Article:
Being accused of physically harming your child must be a parent’s worst nightmare but who should you turn to for help in a case involving Non-Accidental Injury (NAI)?
In two of her most recent cases, the work of Maria Hancock – instructed by Mike Gratton of Funnell and Perring and Sammy Sansone of WMC Legal LLP respectively – has led to the children involved being reunited with her clients.
Maria was able to successfully argue that either her client was not the perpetrator of injuries suffered or that no findings of NAI could or should be made at all.
What is a Non-Accidental Injury?
Non-Accidental Injury is a term that is used to describe the many different physical injuries or abuse a child can suffer.
The term covers any injury that it is felt has been deliberately inflicted upon them but cannot be used for any injury that has occurred unintentionally or unexpectedly.
The most common types of non-accidental injuries include head injuries (or as they are sometimes referred, shaken baby syndrome), injuries to the skin like bruising, blistering and burns, bone fractures, skull fractures and depressed skulls, brain injuries, fabricated injuries and poisonings.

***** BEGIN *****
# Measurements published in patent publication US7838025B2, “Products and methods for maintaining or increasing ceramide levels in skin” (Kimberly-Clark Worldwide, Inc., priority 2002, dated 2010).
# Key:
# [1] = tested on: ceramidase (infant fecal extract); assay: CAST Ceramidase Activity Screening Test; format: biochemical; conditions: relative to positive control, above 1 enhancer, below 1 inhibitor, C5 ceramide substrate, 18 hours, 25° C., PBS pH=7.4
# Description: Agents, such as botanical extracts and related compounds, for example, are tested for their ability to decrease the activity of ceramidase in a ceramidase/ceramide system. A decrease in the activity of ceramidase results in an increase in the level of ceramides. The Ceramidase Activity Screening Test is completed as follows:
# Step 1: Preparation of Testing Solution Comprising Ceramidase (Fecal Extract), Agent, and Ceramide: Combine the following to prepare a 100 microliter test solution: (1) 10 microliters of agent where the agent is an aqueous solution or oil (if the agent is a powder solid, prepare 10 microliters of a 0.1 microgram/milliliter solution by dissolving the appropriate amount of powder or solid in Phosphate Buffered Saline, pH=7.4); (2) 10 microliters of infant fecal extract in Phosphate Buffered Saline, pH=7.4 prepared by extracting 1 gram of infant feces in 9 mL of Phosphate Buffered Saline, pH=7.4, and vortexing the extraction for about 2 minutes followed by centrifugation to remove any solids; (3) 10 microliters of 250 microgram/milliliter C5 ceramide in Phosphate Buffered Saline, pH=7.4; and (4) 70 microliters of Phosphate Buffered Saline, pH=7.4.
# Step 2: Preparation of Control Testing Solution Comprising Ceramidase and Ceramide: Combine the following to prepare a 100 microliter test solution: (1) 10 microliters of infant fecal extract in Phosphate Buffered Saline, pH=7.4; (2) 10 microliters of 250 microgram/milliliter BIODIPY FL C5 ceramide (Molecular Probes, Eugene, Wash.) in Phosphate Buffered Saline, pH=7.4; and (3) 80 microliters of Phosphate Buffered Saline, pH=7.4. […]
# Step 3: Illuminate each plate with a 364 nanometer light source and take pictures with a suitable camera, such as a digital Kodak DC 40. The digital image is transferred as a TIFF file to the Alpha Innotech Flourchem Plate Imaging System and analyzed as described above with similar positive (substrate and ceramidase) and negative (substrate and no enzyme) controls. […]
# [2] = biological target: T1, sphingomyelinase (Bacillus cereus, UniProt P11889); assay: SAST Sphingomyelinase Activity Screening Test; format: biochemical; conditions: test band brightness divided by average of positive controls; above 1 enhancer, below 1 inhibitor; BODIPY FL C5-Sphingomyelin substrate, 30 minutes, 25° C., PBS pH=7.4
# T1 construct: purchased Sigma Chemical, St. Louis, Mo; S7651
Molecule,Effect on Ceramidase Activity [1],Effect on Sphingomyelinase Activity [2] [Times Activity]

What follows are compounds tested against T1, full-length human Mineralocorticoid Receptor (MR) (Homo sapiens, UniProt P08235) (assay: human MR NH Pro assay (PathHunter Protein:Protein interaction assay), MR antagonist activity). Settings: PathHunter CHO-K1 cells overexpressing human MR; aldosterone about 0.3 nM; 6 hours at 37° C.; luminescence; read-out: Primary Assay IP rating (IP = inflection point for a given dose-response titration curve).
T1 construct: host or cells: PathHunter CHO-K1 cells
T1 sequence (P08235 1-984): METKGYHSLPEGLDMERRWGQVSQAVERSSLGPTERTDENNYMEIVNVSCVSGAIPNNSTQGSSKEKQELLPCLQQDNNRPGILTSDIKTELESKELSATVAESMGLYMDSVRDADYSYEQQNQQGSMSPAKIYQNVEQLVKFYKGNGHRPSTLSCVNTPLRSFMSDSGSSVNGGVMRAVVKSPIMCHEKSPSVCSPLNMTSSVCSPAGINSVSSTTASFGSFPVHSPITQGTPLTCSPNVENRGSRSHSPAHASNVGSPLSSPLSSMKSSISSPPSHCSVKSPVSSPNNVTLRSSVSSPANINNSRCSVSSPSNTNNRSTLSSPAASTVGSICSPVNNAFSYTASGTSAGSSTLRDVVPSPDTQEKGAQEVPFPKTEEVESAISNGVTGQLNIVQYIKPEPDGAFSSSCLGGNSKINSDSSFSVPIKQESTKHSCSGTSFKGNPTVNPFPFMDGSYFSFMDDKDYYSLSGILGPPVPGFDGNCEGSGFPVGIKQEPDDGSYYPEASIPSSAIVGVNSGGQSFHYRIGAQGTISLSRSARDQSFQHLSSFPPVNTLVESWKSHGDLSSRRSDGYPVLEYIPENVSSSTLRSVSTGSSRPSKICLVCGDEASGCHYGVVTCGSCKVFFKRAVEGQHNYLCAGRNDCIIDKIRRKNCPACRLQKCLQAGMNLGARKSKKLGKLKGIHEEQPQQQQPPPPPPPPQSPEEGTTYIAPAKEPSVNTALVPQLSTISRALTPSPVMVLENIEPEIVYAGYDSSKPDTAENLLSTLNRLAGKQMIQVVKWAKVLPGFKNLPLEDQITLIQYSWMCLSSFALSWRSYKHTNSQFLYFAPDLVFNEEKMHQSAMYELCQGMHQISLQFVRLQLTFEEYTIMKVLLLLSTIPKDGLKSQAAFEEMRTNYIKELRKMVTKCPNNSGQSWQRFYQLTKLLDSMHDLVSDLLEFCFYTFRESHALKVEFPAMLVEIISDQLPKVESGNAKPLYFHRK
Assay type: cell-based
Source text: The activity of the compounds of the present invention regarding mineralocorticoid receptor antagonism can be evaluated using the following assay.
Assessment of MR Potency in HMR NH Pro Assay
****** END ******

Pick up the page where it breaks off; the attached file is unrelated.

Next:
Whilst sometimes these injuries have obviously been deliberately inflicted, there are sometimes natural explanations such as Ehlers-Danlos Syndrome, Sudden Infant Death Syndrome (SIDS) or Vitamin D deficiency, where there are causal links between Vitamin D deficiencies and fractures in young babies.
Given the task of discerning whether an injury has been deliberately inflicted or is a result of natural causes requires very specialist experience and knowledge.
This is why it is absolutely vital you choose your legal counsel very carefully if you or a client becomes involved in a case involving Non-Accidental Injury (NAI).
If you would like to discuss a case involving alleged NAI with Maria in a matter, please contact her clerks today.